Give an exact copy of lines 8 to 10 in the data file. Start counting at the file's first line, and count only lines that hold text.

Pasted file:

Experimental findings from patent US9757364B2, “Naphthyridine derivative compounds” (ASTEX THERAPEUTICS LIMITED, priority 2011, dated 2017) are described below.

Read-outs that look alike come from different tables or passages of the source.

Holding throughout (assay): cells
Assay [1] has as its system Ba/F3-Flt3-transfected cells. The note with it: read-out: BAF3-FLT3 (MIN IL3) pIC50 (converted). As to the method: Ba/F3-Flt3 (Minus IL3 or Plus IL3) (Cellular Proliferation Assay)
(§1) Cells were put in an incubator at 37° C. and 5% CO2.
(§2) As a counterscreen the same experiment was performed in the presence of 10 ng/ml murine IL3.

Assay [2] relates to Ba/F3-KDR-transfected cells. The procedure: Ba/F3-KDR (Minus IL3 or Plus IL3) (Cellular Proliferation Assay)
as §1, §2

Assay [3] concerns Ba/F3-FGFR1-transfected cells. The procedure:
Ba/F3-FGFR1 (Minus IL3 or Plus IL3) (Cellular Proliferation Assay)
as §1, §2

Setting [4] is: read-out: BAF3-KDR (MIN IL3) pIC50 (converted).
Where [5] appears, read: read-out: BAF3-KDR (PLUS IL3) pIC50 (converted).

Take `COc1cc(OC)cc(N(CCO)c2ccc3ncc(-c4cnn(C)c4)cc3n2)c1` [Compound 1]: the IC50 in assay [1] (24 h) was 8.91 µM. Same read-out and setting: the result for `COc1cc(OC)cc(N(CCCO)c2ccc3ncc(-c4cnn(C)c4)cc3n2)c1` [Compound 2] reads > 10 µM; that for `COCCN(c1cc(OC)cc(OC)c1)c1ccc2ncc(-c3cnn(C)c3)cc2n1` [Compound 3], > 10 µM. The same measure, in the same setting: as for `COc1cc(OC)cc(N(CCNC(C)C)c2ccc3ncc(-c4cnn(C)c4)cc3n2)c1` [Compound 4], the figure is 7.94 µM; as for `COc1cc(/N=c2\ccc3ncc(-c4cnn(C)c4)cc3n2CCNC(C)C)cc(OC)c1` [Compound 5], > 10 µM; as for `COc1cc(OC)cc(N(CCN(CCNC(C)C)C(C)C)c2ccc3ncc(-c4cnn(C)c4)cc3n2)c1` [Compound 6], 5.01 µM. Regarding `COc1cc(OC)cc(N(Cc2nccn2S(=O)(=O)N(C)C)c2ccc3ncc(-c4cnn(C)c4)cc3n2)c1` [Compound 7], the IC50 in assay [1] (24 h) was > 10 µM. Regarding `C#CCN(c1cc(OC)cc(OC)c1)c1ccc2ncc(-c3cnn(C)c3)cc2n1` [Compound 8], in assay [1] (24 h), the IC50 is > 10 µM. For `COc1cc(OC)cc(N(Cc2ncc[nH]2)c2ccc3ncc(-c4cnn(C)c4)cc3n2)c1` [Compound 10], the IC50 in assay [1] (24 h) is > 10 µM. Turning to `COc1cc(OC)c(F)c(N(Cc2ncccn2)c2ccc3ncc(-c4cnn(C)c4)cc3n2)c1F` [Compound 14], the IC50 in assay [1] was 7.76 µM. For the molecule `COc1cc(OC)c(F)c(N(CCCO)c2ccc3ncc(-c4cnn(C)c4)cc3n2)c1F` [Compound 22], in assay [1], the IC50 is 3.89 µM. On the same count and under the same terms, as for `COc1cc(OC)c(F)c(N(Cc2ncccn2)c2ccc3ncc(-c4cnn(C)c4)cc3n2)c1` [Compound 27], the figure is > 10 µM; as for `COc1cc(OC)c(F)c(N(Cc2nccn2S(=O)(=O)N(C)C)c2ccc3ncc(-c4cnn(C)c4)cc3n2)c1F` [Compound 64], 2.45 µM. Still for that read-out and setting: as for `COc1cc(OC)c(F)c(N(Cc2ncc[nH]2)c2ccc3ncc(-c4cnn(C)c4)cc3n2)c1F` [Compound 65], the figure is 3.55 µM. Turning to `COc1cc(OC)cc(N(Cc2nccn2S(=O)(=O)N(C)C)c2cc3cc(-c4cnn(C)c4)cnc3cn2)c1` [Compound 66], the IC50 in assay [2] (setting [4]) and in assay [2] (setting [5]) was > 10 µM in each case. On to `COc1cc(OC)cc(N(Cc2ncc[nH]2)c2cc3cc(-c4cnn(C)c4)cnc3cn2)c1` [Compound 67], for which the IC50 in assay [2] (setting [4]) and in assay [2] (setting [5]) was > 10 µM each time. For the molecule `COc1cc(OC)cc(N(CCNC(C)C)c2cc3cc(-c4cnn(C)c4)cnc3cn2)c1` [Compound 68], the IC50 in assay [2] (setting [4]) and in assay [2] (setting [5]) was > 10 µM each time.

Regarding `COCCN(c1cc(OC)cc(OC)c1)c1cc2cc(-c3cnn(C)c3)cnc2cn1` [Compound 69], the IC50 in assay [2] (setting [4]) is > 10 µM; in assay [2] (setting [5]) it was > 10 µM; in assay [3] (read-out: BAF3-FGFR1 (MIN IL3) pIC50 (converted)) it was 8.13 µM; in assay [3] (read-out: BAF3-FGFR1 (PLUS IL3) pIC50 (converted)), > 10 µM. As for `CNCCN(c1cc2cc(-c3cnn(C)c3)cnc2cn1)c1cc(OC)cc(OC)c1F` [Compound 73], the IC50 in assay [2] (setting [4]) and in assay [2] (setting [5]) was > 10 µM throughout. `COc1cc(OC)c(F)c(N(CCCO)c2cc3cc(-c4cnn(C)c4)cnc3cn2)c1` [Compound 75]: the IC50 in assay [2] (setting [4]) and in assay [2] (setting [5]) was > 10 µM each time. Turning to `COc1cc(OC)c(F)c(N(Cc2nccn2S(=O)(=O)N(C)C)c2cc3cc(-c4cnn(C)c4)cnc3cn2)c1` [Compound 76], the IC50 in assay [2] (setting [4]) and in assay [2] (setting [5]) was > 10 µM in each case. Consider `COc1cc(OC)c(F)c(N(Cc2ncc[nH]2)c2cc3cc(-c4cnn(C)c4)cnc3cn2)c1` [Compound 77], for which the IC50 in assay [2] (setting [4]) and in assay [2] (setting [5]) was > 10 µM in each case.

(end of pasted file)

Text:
as §1, §2

Assay [3] concerns Ba/F3-FGFR1-transfected cells. The procedure:
Ba/F3-FGFR1 (Minus IL3 or Plus IL3) (Cellular Proliferation Assay)